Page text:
For many people interest in meditation comes from the stress of the prevalence of doing and achieving in contemporary society. Because there is so much busy-ness and activity, we feel a need to retreat into a state of pure being-ness where we can rest and recuperate our energies before returning to the fray of our daily life. Meditation provides us with regular contact with such a being-state.
For such a person the balance of doing and being is found by oscillating between the activity of their daily life and tasks, and their daily meditation practice when they emphasize relaxation, beingness, non-doing and non-thinking.
However, if such a person persists in their meditation, there will come a point where they will start to observe that the state of being-ness that they experience in meditation starts to bleed into their active states; they are able to maintain a sense of centre and balance even when under stress or in conditions of relatively frenetic activity.
At this point the meditator has evolved their sense of doing and being. What they have started to see is that doing is really a sub-set or sub-category of being. Now in their life they have two types of being-ness; in meditation they practice pure-being, and in their daily life they practice doing-being. Doing-being is a far less stressful way of doing things than a state of doing that is disconnected to our sense of being.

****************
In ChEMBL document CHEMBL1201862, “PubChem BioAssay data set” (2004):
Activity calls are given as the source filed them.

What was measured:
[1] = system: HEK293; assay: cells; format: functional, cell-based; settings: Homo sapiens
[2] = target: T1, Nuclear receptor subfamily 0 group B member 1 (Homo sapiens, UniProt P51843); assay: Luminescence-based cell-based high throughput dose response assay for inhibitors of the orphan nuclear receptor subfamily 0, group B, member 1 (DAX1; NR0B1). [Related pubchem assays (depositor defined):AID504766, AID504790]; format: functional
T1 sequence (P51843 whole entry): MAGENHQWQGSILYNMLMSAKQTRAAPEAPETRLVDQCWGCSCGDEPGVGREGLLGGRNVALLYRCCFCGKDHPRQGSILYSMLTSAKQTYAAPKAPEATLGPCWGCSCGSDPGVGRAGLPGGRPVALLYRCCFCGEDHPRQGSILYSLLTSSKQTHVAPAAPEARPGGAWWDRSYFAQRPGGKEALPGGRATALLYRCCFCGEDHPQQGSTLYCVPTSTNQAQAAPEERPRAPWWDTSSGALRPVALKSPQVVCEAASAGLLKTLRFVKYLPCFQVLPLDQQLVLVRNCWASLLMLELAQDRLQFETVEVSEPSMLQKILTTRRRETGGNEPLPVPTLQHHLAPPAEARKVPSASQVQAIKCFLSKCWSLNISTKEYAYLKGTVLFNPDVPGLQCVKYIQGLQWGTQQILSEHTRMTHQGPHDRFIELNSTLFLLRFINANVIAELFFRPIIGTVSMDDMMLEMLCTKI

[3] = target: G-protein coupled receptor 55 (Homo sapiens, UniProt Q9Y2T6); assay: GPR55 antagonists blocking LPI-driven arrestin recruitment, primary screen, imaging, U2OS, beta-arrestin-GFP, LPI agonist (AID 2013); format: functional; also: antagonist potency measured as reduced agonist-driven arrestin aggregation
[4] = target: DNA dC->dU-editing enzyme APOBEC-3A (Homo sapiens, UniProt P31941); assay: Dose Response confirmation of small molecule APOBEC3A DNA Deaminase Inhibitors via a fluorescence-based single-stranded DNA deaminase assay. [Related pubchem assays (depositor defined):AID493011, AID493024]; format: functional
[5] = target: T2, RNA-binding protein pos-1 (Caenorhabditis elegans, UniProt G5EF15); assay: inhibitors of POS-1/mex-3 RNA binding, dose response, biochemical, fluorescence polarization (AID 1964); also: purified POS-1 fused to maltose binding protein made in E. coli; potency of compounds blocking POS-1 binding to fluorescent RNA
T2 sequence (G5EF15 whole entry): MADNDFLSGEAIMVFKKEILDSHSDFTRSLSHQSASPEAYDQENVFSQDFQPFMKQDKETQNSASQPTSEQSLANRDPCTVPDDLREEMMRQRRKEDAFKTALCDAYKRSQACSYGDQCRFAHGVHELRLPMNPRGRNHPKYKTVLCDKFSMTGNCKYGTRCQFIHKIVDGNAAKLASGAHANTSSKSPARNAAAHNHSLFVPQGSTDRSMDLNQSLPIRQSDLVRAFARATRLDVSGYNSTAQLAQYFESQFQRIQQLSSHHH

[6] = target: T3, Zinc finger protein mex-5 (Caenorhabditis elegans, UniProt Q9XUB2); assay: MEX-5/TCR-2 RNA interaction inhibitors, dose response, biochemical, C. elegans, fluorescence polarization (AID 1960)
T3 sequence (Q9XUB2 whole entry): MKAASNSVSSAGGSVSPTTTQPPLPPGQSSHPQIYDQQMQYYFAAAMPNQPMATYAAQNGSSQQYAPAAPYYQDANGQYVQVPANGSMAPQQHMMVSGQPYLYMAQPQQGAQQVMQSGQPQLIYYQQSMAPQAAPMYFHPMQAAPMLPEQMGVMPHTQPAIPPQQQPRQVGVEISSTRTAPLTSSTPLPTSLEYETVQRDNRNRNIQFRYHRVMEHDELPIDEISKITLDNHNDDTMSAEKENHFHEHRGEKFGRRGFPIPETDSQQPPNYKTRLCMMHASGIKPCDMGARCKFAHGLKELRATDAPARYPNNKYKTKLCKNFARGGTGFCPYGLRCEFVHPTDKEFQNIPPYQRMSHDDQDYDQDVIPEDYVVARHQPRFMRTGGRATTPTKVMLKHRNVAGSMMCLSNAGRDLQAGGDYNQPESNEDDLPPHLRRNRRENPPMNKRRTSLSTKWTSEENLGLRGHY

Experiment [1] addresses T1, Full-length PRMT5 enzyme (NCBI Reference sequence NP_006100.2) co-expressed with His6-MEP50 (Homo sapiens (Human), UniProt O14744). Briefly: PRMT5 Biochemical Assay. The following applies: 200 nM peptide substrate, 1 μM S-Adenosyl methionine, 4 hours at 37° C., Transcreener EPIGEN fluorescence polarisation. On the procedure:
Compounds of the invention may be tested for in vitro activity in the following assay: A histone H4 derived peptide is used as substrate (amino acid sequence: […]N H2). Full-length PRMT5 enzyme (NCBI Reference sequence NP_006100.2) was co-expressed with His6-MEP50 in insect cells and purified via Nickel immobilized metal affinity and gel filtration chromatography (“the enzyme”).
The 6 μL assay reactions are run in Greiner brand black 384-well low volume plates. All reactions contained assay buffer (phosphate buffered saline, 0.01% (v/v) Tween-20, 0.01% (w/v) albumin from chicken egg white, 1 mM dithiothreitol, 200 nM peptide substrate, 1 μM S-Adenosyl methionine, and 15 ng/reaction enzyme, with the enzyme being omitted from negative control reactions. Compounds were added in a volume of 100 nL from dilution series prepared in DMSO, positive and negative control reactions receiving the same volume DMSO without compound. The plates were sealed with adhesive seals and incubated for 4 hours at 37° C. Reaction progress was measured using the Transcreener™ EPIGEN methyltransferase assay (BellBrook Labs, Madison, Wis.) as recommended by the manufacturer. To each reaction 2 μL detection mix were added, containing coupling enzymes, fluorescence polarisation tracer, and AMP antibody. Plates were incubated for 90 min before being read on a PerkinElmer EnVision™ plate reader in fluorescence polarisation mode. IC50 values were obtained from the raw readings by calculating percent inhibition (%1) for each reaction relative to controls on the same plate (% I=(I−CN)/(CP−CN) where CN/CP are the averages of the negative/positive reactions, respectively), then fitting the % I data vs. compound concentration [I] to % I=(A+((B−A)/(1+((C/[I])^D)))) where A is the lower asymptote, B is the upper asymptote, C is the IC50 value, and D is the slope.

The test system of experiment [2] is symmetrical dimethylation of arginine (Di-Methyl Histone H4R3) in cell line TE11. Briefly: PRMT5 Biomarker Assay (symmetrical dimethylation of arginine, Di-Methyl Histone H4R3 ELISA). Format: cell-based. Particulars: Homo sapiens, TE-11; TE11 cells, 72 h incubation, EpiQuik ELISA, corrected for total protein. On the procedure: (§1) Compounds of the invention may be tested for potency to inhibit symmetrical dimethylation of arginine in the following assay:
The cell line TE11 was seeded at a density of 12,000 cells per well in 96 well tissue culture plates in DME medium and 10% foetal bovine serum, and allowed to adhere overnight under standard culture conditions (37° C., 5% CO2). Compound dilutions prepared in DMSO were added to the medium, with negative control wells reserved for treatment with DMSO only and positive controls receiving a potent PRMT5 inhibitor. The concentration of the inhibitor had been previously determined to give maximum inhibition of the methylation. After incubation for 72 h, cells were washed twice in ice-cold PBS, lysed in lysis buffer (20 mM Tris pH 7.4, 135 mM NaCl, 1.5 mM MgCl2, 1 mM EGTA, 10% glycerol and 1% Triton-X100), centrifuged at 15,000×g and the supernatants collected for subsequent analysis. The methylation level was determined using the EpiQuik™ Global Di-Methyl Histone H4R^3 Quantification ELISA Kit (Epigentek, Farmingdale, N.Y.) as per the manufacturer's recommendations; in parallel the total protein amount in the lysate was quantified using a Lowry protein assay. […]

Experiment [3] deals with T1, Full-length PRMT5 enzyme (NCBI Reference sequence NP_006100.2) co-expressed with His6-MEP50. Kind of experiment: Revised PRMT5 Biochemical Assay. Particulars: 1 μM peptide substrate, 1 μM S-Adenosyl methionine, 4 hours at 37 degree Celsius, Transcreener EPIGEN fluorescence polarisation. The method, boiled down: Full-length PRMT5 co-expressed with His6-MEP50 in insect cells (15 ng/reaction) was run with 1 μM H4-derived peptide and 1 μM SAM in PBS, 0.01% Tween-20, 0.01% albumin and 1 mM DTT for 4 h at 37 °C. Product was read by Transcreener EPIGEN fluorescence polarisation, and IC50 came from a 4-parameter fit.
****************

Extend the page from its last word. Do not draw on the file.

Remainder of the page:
If the person persists in their practice then increasingly they will find that their actions become a vehicle for their being-ness, that is to say that the actions of the person are always accompanied by a certain quality and depth which makes the actions themselves causes of happiness and balance.
In summary, three stages of the evolution of the balance between doing and being:
- Meditation as a way of cultivating our being-ness so as to balance all the busy-ness, stress and action in our life
- Doing becomes a sub-set or sub-category of being; In meditation we practice pure being-ness, in daily life we practice doing-being
- Doing becomes an expression of our being
© Toby Ouvry 2010, you are welcome to use this article, but you MUST seek Toby’s permission first. Contact firstname.lastname@example.org